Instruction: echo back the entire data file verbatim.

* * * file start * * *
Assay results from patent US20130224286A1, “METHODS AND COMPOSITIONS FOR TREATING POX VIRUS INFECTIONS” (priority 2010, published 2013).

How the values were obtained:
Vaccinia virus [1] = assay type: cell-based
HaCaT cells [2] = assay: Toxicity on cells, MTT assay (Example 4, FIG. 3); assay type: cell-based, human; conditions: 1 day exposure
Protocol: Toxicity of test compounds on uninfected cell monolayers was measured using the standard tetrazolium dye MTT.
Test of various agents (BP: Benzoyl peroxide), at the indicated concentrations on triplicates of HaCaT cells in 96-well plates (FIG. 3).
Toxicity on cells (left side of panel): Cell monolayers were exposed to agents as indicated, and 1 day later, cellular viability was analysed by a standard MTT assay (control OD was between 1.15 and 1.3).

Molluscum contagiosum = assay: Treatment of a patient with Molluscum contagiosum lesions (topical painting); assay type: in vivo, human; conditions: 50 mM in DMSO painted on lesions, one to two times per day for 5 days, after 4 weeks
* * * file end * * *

Assay results from patent US20130224286A1, “METHODS AND COMPOSITIONS FOR TREATING POX VIRUS INFECTIONS” (priority 2010, published 2013).

How the values were obtained:
Vaccinia virus [1] = assay type: cell-based
HaCaT cells [2] = assay: Toxicity on cells, MTT assay (Example 4, FIG. 3); assay type: cell-based, human; conditions: 1 day exposure
Protocol: Toxicity of test compounds on uninfected cell monolayers was measured using the standard tetrazolium dye MTT.
Test of various agents (BP: Benzoyl peroxide), at the indicated concentrations on triplicates of HaCaT cells in 96-well plates (FIG. 3).
Toxicity on cells (left side of panel): Cell monolayers were exposed to agents as indicated, and 1 day later, cellular viability was analysed by a standard MTT assay (control OD was between 1.15 and 1.3).

Molluscum contagiosum = assay: Treatment of a patient with Molluscum contagiosum lesions (topical painting); assay type: in vivo, human; conditions: 50 mM in DMSO painted on lesions, one to two times per day for 5 days, after 4 weeks